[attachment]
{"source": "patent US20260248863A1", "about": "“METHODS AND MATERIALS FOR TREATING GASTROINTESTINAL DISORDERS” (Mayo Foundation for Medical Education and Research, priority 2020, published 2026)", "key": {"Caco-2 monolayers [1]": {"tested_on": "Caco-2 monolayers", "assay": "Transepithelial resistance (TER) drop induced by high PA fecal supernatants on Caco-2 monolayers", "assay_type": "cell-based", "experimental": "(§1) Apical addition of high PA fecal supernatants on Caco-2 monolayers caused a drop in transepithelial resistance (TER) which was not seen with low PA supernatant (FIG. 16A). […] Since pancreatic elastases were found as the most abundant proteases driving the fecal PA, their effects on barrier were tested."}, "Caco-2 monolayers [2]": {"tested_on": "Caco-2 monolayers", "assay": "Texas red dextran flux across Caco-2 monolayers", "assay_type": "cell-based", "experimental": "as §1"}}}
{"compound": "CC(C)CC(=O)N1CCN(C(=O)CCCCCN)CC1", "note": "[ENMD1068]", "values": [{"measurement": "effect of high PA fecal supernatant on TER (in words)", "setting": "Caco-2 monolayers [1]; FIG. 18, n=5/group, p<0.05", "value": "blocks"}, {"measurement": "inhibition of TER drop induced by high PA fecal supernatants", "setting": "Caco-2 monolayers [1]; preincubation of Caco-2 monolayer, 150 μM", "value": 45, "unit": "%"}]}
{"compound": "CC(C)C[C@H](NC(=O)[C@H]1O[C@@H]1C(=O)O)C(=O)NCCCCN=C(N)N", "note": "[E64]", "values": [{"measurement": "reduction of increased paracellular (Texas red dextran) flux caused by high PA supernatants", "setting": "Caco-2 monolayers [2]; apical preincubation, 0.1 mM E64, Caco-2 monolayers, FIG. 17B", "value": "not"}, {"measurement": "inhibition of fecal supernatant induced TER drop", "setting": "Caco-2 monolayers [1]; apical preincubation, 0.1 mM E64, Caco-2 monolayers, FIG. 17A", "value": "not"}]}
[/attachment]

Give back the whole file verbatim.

{"source": "patent US20260248863A1", "about": "“METHODS AND MATERIALS FOR TREATING GASTROINTESTINAL DISORDERS” (Mayo Foundation for Medical Education and Research, priority 2020, published 2026)", "key": {"Caco-2 monolayers [1]": {"tested_on": "Caco-2 monolayers", "assay": "Transepithelial resistance (TER) drop induced by high PA fecal supernatants on Caco-2 monolayers", "assay_type": "cell-based", "experimental": "(§1) Apical addition of high PA fecal supernatants on Caco-2 monolayers caused a drop in transepithelial resistance (TER) which was not seen with low PA supernatant (FIG. 16A). […] Since pancreatic elastases were found as the most abundant proteases driving the fecal PA, their effects on barrier were tested."}, "Caco-2 monolayers [2]": {"tested_on": "Caco-2 monolayers", "assay": "Texas red dextran flux across Caco-2 monolayers", "assay_type": "cell-based", "experimental": "as §1"}}}
{"compound": "CC(C)CC(=O)N1CCN(C(=O)CCCCCN)CC1", "note": "[ENMD1068]", "values": [{"measurement": "effect of high PA fecal supernatant on TER (in words)", "setting": "Caco-2 monolayers [1]; FIG. 18, n=5/group, p<0.05", "value": "blocks"}, {"measurement": "inhibition of TER drop induced by high PA fecal supernatants", "setting": "Caco-2 monolayers [1]; preincubation of Caco-2 monolayer, 150 μM", "value": 45, "unit": "%"}]}
{"compound": "CC(C)C[C@H](NC(=O)[C@H]1O[C@@H]1C(=O)O)C(=O)NCCCCN=C(N)N", "note": "[E64]", "values": [{"measurement": "reduction of increased paracellular (Texas red dextran) flux caused by high PA supernatants", "setting": "Caco-2 monolayers [2]; apical preincubation, 0.1 mM E64, Caco-2 monolayers, FIG. 17B", "value": "not"}, {"measurement": "inhibition of fecal supernatant induced TER drop", "setting": "Caco-2 monolayers [1]; apical preincubation, 0.1 mM E64, Caco-2 monolayers, FIG. 17A", "value": "not"}]}